The flora and fauna of Madagascar have developed in isolation from those of Africa, and the flora is highly specialized.
Scientists hold that Madagascar was originally covered with evergreen forests in the wetter areas of the east and north, which gave place to savanna on the plateau and semiarid vegetation in the south. Much of the original vegetation was destroyed by burning, so that the evergreen forest is now found only in a narrow strip along the steep eastern edge of the plateau, from north to south. Where the forest was destroyed, it was replaced by bush known as savoka, especially in the narrow east coast plain. There are a few small patches of deciduous forest in the northwest and west and mangrove swamps are general along the northwest and west coasts. Most of Madagascar is covered with a rather bare savanna-steppe, green in the wet season but brown and red in the summer. The greater part of the plateau has a covering of laterite and fertility is low. The extreme south is free of laterite, but lack of rainfall prevents the greater fertility from being of much practical use.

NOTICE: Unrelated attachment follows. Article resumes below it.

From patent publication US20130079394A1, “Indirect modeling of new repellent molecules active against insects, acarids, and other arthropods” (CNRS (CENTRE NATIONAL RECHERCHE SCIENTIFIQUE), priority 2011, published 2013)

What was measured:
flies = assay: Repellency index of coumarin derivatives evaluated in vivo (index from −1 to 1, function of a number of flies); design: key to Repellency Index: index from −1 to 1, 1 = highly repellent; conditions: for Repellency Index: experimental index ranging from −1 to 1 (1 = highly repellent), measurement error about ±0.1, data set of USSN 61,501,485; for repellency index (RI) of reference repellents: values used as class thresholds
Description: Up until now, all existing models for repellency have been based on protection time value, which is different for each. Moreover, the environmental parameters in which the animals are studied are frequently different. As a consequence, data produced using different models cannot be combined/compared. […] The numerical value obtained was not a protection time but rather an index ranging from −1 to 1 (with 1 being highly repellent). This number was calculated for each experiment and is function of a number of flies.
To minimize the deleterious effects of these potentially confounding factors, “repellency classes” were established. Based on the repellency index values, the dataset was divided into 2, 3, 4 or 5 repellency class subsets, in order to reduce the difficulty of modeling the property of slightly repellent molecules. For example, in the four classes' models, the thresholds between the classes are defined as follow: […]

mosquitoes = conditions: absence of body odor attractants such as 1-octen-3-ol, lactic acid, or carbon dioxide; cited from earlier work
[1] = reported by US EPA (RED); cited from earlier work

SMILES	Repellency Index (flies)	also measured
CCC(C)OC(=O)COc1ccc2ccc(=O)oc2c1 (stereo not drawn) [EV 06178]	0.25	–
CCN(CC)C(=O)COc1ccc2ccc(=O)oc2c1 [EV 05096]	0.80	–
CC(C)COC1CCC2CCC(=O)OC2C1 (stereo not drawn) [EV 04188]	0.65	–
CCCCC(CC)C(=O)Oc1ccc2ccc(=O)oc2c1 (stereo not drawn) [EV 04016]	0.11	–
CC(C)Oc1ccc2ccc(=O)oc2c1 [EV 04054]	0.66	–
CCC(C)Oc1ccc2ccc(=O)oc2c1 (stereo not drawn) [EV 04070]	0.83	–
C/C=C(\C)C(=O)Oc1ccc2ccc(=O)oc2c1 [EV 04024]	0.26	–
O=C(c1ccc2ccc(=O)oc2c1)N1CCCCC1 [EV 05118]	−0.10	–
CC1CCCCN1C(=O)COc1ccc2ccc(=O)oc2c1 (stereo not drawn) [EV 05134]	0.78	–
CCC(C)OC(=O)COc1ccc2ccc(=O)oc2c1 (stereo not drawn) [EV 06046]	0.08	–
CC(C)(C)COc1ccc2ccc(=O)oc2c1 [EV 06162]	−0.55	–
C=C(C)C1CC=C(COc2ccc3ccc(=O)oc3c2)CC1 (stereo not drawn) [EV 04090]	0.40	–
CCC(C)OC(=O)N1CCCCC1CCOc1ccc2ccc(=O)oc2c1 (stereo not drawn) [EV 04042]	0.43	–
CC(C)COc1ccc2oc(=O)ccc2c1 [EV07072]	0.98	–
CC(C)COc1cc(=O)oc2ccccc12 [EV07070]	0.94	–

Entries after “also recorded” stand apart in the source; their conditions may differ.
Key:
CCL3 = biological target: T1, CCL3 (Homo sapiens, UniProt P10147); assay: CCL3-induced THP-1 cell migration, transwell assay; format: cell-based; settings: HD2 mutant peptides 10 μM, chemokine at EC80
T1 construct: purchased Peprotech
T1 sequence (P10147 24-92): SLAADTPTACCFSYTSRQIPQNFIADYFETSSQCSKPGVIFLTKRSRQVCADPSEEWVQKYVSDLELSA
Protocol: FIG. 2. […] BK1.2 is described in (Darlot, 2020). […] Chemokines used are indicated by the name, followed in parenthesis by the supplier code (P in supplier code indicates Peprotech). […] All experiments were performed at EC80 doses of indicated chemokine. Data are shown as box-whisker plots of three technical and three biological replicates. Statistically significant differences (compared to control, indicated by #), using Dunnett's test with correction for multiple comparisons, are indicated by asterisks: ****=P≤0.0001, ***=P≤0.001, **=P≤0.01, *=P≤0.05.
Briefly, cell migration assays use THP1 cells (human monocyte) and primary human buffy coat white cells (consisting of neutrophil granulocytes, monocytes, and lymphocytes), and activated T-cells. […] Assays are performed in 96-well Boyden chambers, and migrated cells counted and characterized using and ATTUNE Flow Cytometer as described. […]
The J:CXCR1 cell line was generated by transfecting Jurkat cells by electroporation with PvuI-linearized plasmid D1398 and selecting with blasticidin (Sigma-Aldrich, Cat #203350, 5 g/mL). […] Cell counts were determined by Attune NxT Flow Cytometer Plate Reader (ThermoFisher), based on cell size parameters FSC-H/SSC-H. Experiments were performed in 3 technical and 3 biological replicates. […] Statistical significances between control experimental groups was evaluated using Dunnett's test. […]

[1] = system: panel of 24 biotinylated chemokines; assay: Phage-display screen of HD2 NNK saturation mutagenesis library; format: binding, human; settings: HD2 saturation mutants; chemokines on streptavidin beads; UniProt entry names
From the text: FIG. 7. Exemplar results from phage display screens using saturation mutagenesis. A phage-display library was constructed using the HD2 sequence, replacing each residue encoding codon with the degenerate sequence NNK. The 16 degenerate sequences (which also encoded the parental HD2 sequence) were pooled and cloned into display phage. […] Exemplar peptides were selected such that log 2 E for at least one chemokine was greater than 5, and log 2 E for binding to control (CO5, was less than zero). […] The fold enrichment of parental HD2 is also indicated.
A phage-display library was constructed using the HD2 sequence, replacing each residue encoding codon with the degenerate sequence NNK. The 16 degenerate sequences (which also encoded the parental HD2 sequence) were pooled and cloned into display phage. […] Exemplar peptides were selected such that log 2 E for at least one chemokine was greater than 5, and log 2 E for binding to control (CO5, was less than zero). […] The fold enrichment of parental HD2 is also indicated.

The fauna is remarkable chiefly because of the presence of 28 species of lemur, a lower primate largely confined to Madagascar. The island has 32 species of chameleon. Among the 202 species of birds, 105 are found nowhere else in the world. The same is true for 80% of the island's flowering plants and more than 95% of its reptiles. Madagascar is also unusual in its lack of poisonous snakes and, except for recent introductions, useful mammals.